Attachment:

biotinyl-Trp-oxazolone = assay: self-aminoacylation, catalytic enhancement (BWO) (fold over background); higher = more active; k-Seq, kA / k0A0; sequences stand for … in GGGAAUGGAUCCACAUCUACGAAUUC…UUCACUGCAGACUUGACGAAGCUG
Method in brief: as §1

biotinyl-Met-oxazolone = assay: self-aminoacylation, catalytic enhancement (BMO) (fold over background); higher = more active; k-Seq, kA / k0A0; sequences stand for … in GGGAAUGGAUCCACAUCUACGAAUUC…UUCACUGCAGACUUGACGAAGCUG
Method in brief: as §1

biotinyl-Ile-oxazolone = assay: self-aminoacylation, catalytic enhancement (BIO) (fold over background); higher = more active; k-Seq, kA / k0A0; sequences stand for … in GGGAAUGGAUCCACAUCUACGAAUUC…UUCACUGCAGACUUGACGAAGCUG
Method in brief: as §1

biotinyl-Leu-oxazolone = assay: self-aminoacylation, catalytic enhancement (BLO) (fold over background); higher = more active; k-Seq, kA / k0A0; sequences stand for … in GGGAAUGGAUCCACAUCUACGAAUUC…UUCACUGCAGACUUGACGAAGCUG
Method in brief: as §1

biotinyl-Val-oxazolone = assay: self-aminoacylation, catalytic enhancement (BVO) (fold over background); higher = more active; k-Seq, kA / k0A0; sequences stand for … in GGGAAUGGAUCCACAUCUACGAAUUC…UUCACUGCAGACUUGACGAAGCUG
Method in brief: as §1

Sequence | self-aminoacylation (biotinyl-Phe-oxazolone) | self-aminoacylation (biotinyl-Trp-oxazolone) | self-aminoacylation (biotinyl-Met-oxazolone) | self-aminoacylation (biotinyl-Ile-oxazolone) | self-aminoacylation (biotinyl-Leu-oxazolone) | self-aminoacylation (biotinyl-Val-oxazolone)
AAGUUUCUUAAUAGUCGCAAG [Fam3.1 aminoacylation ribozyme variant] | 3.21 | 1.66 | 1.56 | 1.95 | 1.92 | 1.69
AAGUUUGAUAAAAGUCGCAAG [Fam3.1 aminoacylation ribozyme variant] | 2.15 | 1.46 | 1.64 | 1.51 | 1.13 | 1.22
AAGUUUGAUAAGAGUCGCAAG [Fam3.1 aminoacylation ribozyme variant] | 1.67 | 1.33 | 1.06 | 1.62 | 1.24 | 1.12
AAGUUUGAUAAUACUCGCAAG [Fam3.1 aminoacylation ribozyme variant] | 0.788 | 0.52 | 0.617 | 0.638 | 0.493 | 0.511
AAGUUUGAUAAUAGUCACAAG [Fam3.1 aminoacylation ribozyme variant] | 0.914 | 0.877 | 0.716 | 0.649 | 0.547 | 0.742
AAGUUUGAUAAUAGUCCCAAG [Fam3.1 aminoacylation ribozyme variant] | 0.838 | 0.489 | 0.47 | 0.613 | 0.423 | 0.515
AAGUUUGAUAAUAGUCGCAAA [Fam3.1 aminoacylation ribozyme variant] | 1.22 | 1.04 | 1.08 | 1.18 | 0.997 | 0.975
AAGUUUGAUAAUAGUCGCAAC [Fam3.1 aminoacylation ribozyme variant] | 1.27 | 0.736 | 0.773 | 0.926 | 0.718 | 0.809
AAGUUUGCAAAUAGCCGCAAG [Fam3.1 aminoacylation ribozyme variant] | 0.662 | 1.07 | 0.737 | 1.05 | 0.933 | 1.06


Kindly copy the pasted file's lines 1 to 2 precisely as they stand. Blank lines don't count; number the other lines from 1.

biotinyl-Trp-oxazolone = assay: self-aminoacylation, catalytic enhancement (BWO) (fold over background); higher = more active; k-Seq, kA / k0A0; sequences stand for … in GGGAAUGGAUCCACAUCUACGAAUUC…UUCACUGCAGACUUGACGAAGCUG
Method in brief: as §1